The main question is. Which is the definitive color profile for us to use?

Start here: 

https://www.adobe.com/digitalimag/pdfs/phscs2ip_colspace.pdf

There are no perfect RGB working spaces
In a perfect world, there would be only one RGB working space that was ideal for all uses. An
ideal RGB working space would be one that could fully contain all the colors from your capture
device or the gamut of the scene, and the gamut of all your output devices. 

 

You cannot control how

...

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LEGEND ,
Sep 01, 2022 Sep 01, 2022

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@arthurLintz wrote:

 

The main question is. Which is the definitive color profile for us to use?

Start here: 

https://www.adobe.com/digitalimag/pdfs/phscs2ip_colspace.pdf

There are no perfect RGB working spaces
In a perfect world, there would be only one RGB working space that was ideal for all uses. An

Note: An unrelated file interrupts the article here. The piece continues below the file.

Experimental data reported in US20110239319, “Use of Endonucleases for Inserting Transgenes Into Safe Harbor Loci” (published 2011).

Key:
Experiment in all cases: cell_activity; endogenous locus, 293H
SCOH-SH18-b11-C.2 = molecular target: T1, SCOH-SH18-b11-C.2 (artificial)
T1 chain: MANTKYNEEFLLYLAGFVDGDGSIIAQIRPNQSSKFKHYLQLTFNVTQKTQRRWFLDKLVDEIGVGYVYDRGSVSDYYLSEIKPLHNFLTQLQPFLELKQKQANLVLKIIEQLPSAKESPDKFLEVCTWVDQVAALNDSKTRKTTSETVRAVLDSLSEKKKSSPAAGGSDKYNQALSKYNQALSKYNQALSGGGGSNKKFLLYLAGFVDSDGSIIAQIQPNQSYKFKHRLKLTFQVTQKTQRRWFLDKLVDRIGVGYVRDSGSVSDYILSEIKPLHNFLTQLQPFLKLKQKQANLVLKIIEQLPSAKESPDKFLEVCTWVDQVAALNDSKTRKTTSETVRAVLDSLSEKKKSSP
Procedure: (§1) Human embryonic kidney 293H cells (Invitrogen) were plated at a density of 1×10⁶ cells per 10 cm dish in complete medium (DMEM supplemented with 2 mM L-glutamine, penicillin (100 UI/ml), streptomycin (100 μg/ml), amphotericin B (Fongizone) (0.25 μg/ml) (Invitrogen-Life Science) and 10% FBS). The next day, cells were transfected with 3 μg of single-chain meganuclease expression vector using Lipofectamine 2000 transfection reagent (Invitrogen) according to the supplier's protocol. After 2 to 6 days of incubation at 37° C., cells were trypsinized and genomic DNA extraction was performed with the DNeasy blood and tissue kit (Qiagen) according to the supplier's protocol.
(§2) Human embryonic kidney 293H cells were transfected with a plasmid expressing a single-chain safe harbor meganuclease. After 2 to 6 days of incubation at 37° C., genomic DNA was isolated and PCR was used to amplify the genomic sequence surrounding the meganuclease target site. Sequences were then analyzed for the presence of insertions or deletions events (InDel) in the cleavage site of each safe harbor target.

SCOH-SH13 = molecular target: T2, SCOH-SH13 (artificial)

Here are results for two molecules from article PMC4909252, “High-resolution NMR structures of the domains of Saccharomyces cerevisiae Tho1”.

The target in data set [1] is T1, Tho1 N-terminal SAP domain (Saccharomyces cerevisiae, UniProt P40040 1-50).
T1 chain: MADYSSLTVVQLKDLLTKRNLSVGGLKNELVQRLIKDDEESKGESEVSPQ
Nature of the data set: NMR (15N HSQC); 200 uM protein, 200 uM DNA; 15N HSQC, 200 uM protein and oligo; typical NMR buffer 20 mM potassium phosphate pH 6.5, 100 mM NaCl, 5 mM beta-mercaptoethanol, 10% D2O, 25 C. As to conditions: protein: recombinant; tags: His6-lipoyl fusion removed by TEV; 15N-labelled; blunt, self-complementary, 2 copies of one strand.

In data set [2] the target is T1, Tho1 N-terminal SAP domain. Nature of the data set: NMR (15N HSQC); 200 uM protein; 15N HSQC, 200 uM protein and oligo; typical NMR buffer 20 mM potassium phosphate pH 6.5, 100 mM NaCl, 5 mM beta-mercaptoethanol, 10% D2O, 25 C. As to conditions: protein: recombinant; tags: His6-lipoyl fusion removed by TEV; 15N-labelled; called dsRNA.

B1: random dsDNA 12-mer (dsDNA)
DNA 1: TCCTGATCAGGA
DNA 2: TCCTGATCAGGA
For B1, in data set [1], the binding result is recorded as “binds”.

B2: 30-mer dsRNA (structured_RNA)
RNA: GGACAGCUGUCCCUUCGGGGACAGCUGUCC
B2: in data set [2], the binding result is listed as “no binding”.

ideal RGB working space would be one that could fully contain all the colors from your capture
device or the gamut of the scene, and the gamut of all your output devices. 

 

You cannot control how others see your images on the web (or elsewhere). Yes, saving as sRGB is a good start but you have no control over others who may or may not be using color managed applications (without, sRGB is meaningless), if or how they calibrate their displays, etc. The best you can do is control your images on your end using color management. 
See:

sRGB urban legend & myths Part 2
In this 17 minute video, I'll discuss some more sRGB misinformation and cover:
When to use sRGB and what to expect on the web and mobile devices
How sRGB doesn't insure a visual match without color management, how to check
The downsides of an all sRGB workflow sRGB's color gamut vs. "professional" output devices
The future of sRGB and wide gamut display technology
Photo print labs that demand sRGB for output
High resolution: http://digitaldog.net/files/sRGBMythsPart2.mp4
Low resolution on YouTube: https://www.youtube.com/watch?v=WyvVUL1gWV

Author “Color Management for Photographers" & "Photoshop CC Color Management/pluralsight"

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Community Expert ,
Sep 01, 2022 Sep 01, 2022

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I would go for sRGB. Many non-Adobe applications don't support Adobe RGB and expect sRGB.